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Re-think Egypt

Author: Dr. Alex Cullison
Date of Trip: December 2014

Re-think Egypt

It is January 2015, and my family and I have just returned from a two week vacation in Egypt. We spent 5 days in Cairo, 5 days in Aswan and 2 days in Luxor.

We went on every tour that was offered. We had tour guides and Egyptologists that immersed us in both ancient history and the modern day culture of the Egyptian people. We ate, walked, shopped and prayed with the locals.

The sights that Egypt has to offer can’t be found anywhere else. We had wonderful weather, the sun was warm and the breeze was cool. A light jacket was all that was needed in the evening.

The press has been unfair to Egypt – capitalizing and dramatizing protests into something more than what they are. The Egyptians are passionate about their country and they take their politics very seriously. Like us. They will publicly demonstrate, like us, when they feel they need to capture the attention of a greater audience for mutual support. We walked all over Cairo and felt perfectly safe.

Allow me to dispel many of the misconceptions about Egypt.

Safety: Their airports are rigorous about safety as ours. The streets, museums, sights, temples, etc., are all very safe because Egypt has seen to assigning copious tourism police to protect travelers like ourselves. They are everywhere.

Clothing: I didn’t see any adherence to any clothing protocol. The Muslim women can choose to wear clothes that are consistent with the norms and values of their community, but same is a personal choice. Everyone else dresses like what you would expect to see in a US shopping mall.

Attitude: We found the Egyptian people to be friendly and welcoming. Tourism has been down for four years now and they are very accommodating to Americans (we tip better).

Shopping: The prices for hotels, food, tours, transportation and souvenirs was very reasonable. There are many bargains to be found. You can safely negotiate a 25% deduction off most items.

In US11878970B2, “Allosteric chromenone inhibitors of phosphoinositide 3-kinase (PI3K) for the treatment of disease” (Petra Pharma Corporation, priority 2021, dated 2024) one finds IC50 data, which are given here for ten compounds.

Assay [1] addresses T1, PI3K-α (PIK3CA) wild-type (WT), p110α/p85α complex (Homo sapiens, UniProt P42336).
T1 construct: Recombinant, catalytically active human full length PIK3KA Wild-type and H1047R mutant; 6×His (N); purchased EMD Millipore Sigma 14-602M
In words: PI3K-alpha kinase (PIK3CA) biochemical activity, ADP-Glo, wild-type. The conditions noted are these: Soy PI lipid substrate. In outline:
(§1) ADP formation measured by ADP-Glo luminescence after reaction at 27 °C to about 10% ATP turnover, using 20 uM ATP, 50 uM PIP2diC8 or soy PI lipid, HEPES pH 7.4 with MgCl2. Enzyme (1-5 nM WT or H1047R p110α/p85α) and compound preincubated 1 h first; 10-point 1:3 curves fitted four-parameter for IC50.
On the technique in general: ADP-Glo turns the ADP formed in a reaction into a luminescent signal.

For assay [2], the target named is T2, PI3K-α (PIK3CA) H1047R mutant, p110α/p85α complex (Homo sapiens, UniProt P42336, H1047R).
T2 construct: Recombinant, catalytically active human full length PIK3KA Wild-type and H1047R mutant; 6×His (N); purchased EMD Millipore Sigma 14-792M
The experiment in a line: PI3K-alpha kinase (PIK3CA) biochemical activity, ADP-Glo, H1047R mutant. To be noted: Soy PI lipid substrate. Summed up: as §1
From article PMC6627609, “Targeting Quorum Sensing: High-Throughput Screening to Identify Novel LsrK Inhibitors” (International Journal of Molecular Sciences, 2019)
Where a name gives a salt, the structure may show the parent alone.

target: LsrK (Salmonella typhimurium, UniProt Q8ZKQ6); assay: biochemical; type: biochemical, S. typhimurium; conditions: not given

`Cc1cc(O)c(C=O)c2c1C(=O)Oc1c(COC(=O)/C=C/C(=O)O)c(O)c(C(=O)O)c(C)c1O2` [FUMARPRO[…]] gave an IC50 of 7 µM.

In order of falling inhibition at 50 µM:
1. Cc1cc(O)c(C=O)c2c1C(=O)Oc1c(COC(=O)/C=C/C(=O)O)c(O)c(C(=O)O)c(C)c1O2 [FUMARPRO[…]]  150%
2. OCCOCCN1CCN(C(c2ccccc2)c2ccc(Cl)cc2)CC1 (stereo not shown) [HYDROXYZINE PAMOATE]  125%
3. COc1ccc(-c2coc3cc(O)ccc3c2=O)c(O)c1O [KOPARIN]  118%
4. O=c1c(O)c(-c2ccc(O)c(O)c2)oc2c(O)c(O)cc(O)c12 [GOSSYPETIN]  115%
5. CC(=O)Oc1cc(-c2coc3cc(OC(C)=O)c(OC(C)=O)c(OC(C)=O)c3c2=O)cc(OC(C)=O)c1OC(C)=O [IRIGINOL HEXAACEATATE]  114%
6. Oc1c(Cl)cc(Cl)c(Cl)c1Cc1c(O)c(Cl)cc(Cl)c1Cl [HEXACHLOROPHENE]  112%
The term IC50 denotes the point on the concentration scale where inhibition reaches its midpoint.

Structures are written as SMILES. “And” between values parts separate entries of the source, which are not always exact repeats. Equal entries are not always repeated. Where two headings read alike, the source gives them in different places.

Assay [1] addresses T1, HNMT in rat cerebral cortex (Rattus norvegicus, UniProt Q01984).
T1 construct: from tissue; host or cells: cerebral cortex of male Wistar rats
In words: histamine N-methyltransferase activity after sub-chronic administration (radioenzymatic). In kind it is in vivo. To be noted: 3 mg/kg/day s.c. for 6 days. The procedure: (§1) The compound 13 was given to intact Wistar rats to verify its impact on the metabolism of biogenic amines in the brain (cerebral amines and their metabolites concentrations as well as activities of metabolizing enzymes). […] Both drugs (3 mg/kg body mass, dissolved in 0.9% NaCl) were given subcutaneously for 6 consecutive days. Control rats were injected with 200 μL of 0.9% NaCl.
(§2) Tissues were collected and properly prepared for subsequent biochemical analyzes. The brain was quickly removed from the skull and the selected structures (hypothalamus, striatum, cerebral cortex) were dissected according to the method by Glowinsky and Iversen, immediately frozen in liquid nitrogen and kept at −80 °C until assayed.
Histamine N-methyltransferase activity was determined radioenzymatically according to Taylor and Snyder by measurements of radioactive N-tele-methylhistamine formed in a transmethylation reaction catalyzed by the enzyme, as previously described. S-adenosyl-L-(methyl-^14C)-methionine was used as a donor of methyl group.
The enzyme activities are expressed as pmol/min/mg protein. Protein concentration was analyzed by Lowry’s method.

Money: The exchange rate is good. They use Egyptian pound notes. 100 Egyptian pounds is roughly equal to about $15 American dollars. They will accept American dollars in most stores and for tours. They like Visa cards. American Express was not accepted in most stores.

Food & Water: The water out of the faucets is not toxic, but very few drink it. Bottled water is plentiful, inexpensive, and widely consumed by all. Stay away from ice. You won’t get Pharaoh’s Revenge if you stick with fruits that you can remove the outer skin. They have great flat breads. Meat should be well cooked and be of local fare. They do a great job with desserts. If you order something totally unique to the states, there is no telling how long it has sat in the freezer. When in Rome; eat as the Romans.

Traffic and Car Rental: Take a taxi or your tour vehicle. Do not rent a car in Cairo. Do not drive in Cairo. Nothing in your or my life experience could prepare you for driving in Cairo. Aswan and Luxor are a little better. I thought Washington, DC traffic was challenging. In Cairo, driving is a systematic free-for-all. Although there are very few accidents, it is not for a lack of trying. When they do have an accident, they stop their cars, blame others and yell a lot for about 10 minutes. Then they simply drive off.

Dust and sand: Lots of dust. Lots of sand.

Prayer: You will be prayed over by an outdoor PA system at least 5 times a day.

Smoking: The Egyptian people do smoke cigarettes and it is a widely accepted practice throughout Egypt. If you are a smoker, you will feel more welcomed than ever. If you are a rapid non-smoker, then look for those no-smoking signs.

Alcohol: Most of the native Egyptians do not drink for religious reasons. You are welcome to drink and alcohol is readily sold, albeit only inside of buildings, like at a bar or at a dinner table.

ADA Compliance: Okay baby boomers, this is important… if you had any inkling to go to Egypt, GO NOW! When you go to temples, tombs, and especially pyramids, there is no facilitation for wheelchairs or walkers. There are little to no hand rails or conventional steps. If you have any desire to actually descend into a pyramid or tomb corridor, it is steep and low… Quasimodo low… you will need to be fit and agile enough to make the pilgrimage both down and back up. I am serious. If you wait a few more years to go to Egypt and your physical prowess deteriorates; you are going to miss a lot.

Flights: Plan your flights from the US carefully. Nothing flies directly into Cairo from the US. We flew into Istanbul first, then into Cairo. We flew Turkish airways. The price was fair and the connections almost seamless. We then flew EgyptAir, which is like our Southwest Airlines, to Aswan and Luxor.

Luggage: Each of us had one piece of conventional size luggage with a carry-on bag. The suitcase must weigh less than 18 lbs. if you want to carry it on the plane (and not check it). We made it work. We packed light. We weren’t walking down any red carpets.

Documentation: You will need a passport. When you get to the Cairo airport, you buy an Egyptian VISA stamp that gets adhered to a page in your passport. It cost about $15 American dollars (100 Egyptian pounds).

Shots and inoculations: We were not required to get any foreign travel injections.

That’s it. If Egypt is on your bucket list, now is the time to go. It is safe, friendly, economical, and not marinated in global tourists. No lines. The trip of a lifetime!

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